I dined here on Friday night. My dinner plans fell through and I have been wanting to try this, so I went and sat at the bar. (On Fridays, the kitchen closes at 11:00pm, the restaurant at 11:45pm.)
Upon arriving the first thing I am struck by is the bar vs. table space comparison. There are 16 communal bar seats and 16 2-person tables that can be pushed together for larger groups. For those of you playing at home, this means at least 1/3 of the seats are walk-in for the bar. Almost everyone sitting at the bar is eating, not just ordering drinks. I am also struck by the fact that the servers are in true street clothes – jeans and t-shirts. And no specific t-shirts, some rock band insignias on them, some other writing, etc. This is a *causal* restaurant. (Though the clintele is uniformly dressed "smartly".) Finally, I am struck by the homogeny of the clientele. I am used to this in The Marina. But it may be more apparent here than anywhere else I’ve been. Literally, the youngest person I believe I saw was a girl who was 19ish on a date with a guy in his mid or late twenties, and the oldest person I saw could not have been older than 42 or 43. I suspect the 6:30pm Sunday crowd is different from the 9:30pm Friday crowd, but I’m just saying, so people get a sense of what this place is like. It is noisy, but not untolerable.
I did not notice the by-the-bottle selection on the wine list at first, so I ordered a carafe of a very nice Albarino to start and for food ordered the pears wrapped in bacon. The pears were PHENOMINAL! Such a simple dish – pears, bacon, Point Reyes blue cheese, watercress. But, the proportions and preparations just hit PERFECTLY. This is classic and will stick in my mind for a while. I cannt gush enough about this.
I then ordered the pork confit charcuterie. The bartender told me it was very good. When it arrived I was a little disturbed. I’m not one to shy away from pig fat. I love bacon and sausage. But this was about 85% pig fat, and cold. Don’t get me wrong, it tasted great. But I just could not bring myself to eat more than half of it. (And I went for the more protein-y parts.) The bartender asked how I was liking it and I was honest. I told him I liked it, but that every bite I just sensed my arteries clogging.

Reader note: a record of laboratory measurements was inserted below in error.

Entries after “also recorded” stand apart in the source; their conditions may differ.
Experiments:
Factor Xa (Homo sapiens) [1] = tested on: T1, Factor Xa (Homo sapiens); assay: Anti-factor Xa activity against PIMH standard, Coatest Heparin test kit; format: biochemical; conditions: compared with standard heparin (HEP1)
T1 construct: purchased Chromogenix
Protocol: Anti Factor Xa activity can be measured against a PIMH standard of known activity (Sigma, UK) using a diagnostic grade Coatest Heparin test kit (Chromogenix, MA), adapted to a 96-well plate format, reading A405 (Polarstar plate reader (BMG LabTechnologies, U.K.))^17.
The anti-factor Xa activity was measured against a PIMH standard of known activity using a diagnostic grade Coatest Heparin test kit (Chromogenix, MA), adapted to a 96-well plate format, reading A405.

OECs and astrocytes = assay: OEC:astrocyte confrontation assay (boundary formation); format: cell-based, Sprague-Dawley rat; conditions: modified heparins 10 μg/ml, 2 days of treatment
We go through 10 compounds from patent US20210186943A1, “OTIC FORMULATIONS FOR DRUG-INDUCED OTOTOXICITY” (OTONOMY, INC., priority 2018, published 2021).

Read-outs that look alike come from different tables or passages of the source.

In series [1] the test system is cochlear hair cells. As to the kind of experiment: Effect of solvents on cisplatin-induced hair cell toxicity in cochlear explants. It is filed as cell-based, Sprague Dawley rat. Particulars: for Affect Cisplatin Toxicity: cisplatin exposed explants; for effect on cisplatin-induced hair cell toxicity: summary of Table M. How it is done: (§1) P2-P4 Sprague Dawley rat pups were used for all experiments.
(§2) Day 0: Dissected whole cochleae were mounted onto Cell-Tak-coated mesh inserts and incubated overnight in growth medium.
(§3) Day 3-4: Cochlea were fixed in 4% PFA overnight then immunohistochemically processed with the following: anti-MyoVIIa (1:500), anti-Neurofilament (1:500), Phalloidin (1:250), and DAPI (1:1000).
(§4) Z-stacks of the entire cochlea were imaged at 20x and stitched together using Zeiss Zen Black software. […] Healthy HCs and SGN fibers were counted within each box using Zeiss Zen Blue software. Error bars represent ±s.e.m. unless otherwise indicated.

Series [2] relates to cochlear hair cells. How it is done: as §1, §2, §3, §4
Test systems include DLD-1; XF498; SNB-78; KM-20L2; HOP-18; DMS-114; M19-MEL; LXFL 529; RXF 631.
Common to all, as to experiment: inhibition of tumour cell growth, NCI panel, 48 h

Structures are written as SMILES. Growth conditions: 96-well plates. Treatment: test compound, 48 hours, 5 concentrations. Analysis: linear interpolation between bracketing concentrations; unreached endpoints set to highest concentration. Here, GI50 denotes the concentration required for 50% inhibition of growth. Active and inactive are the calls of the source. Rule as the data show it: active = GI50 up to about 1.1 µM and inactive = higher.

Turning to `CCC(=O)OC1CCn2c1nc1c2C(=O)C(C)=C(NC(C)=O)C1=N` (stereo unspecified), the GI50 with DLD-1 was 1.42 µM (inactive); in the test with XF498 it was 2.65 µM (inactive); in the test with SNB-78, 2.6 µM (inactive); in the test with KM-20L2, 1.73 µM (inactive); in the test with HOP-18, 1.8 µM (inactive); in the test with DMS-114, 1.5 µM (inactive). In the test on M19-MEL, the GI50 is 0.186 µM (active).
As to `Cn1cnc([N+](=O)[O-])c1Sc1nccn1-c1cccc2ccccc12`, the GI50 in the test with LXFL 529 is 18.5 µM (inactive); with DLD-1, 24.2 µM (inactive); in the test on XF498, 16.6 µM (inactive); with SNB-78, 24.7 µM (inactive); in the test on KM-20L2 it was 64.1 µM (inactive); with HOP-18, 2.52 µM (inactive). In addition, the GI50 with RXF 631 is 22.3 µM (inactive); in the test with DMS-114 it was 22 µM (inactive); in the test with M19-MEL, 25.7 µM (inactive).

I then told the bartender that I wanted a carafe of red wine (wound up with the excellent 2005 Palacios “Les Terraces” Priorat) and another small plate or two. He told me to get the roasted wild mushrooms and the lamb meatballs – that sounded like a good idea.
The wild mushrooms were great. This wasn’t crimini being claimed as wild mushrooms. Cinnamon caps, trumpets, etc. The sunny-side up egg wasn’t necessary, I thought, but I understood the pairing. The lamb meatballs with mint yoghurt were simply out of this world. A home-run and then some. Another one of the best dishes I’ve had in SF.
Overall, I would say Laiola gives A16 a serious run for its money on the “best in the Marina” title – not something I say lightly. This is not a romantic restaurant, but it is fun, young – but strangely more monolithic in its 24-37 age range – and it has some good food and some world-class food.
The by-the-bottle wine list is far more well priced than the by-the-carafe. (Carafes are just under 1/3 of a bottle). Bartenders have no problem drinking with the clientele and giving the clientele tastes so that they can make decisions. I really like this and wish more restaurants were this relaxed. Corkage is listed at $20/bottle on the wine list, but somehow I have a strong feeling that is negotiable if you bring something your server or the bar tender likes. The spicy Margherita is very good.
When I got the bill, the pork confit was listed, then listed as comped because “costumer did not like” – even though I ate half of it and told the bar tender I liked it, I just didn’t want to die of a heart attack in my twenties. I thought the fact that they comped it was extra classy.
I will be back sooner rather than later.